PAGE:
RockMelt: A Great Social Browser for the Desktop, But Isn’t This the Mobile Era?
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activity in your social networks and favorite news sources. It also lets you dive in for a closer look at that activity, all without having to abandon whatever Web page you’re viewing in the main window.
When you get your first look at RockMelt, one major twist in the familiar old browser interface pops out at you. It’s what RockMelt calls the “Edges.” On the left side is the Friend Edge, a column of badges representing your Facebook friends, and on the right is the App Edge, with badges that link to Twitter, your favorite news sources, and any special apps or extensions you may have installed. You can set your Friend Edge to show just the badges of your favorite Facebook friends, or just the friends who have shared updates recently. You can add whatever services you want to your App Edge. For example, if you frequently visit the home page of the New York Times, RockMelt will help you add a Times badge as a quick conduit to Times article summaries.
The Edge badges have several functions. In their passive state, badges on the Friend Edge bear green or yellow dots telling you whether your Facebook friends are online or idle, while badges on the App Edge have counters showing how many unread Tweets or stories or other items are awaiting your review. If you hover your mouse over a Friend Edge badge, you see a pop-up window with that friend’s most recent status update, and if you actually click on the badge, an iPad-style pop-over window appears, showing a longer list of updates and a chat window. Similarly, clicking on an App Edge badge brings up a pop-over window with a list of tweets, story summaries, or the like. (All of this stuff is demonstrated nicely in Robert Scoble’s 20-minute video interview with RockMelt’s co-founders, Tim Howes and Eric Vishria.)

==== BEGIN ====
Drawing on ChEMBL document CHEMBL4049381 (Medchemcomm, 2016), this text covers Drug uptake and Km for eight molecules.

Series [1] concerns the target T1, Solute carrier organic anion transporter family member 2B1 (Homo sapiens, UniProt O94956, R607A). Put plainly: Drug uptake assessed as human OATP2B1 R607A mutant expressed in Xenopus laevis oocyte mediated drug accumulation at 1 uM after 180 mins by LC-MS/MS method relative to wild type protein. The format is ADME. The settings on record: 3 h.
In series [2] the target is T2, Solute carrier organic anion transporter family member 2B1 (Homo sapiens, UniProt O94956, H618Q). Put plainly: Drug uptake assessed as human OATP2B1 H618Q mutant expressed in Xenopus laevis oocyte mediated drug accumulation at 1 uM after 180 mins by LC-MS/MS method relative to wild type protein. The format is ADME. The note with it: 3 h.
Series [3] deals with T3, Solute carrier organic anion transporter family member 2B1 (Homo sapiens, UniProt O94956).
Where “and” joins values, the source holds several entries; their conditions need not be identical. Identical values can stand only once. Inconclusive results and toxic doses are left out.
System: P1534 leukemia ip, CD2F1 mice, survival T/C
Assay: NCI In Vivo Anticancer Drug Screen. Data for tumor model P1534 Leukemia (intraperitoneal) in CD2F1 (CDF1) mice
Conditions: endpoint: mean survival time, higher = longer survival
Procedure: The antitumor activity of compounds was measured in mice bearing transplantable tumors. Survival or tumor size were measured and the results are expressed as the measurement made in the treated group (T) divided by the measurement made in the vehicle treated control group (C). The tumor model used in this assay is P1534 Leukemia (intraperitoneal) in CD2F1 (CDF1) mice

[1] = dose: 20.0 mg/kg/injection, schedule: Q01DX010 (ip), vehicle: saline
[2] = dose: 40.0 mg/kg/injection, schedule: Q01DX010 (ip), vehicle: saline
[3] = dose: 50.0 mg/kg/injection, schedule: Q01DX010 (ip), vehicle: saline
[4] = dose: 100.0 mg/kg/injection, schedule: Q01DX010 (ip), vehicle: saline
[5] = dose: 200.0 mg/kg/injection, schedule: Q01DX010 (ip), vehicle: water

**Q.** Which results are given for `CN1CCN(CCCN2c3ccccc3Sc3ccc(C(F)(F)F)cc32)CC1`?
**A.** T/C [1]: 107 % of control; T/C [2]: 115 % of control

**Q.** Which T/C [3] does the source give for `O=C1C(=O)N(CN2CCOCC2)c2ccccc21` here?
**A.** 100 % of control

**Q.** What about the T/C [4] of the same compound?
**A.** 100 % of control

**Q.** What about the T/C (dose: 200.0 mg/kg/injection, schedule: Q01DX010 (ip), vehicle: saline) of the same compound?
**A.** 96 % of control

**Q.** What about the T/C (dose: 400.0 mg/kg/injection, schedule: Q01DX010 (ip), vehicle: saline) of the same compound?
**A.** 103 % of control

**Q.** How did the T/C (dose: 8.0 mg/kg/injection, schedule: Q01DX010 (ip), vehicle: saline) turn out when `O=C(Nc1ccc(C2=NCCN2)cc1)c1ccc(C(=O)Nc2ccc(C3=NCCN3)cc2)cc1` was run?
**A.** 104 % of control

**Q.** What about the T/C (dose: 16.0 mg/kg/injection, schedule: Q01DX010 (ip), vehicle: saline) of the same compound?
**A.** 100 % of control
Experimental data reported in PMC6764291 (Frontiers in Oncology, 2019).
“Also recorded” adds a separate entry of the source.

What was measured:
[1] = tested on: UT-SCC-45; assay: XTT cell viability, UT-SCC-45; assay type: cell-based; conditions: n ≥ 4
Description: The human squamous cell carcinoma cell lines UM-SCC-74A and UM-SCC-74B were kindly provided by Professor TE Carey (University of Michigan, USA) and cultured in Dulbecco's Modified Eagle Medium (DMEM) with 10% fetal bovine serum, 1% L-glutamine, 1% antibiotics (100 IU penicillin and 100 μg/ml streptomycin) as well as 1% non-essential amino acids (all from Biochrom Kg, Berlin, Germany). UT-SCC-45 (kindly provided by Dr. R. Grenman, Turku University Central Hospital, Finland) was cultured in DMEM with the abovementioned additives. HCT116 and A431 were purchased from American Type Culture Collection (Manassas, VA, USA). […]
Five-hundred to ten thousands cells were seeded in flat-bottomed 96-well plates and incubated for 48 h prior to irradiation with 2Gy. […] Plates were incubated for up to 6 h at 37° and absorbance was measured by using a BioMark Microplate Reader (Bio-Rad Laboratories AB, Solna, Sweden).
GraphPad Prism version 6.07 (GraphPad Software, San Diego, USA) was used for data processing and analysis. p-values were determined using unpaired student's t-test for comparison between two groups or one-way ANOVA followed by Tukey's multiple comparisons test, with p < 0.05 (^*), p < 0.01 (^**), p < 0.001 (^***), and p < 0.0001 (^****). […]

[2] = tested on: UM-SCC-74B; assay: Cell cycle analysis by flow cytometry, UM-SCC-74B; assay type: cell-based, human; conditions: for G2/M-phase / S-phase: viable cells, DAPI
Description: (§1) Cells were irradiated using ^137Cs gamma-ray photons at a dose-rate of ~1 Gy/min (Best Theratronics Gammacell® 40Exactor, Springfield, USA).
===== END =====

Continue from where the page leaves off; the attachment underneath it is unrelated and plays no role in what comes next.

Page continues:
If you like having lots of information and options at your fingertips, you’ll love the RockMelt Edges. With so many badges floating around, the Edges will definitely increase the clutter quotient on your desktop, but you can hide them if you need to reduce the distractions temporarily. (I might wind up doing that fairly often, since I find that when both Edges are active, there isn’t enough horizontal space remaining on my MacBook screen for certain Web pages to render properly. This is a particular problem with WordPress, the software we use to publish Xconomy.)
Without the Edges, of course, RockMelt is almost reduced to being a Chrome clone. Except, that is, for two more features that—while less visually obvious than the Edges— still help RockMelt users accomplish common Web tasks faster. One is the search box. In Chrome, the address bar where you enter URLs doubles as the search bar; any term you type there turns into a Google search. RockMelt’s address bar (technically it’s called the Omnibar) does the same thing, but RockMelt also provides a second, separate search bar. If you enter a query there, you’ll get a pop-over list of search results, and clicking on any of the links will bring up the appropriate pages in the main browser window. It’s a great way to screen lots of pages for the information you need without having to jump back and forth between a search result page and a series of destination pages.
Finally, there’s the Share button, which speeds up the process of telling your friends or followers about interesting stuff you’ve found on the Web. Prominently placed between the Omnibar and the search bar, the Share button instantly crafts a Facebook update, a tweet, or … Next Page »
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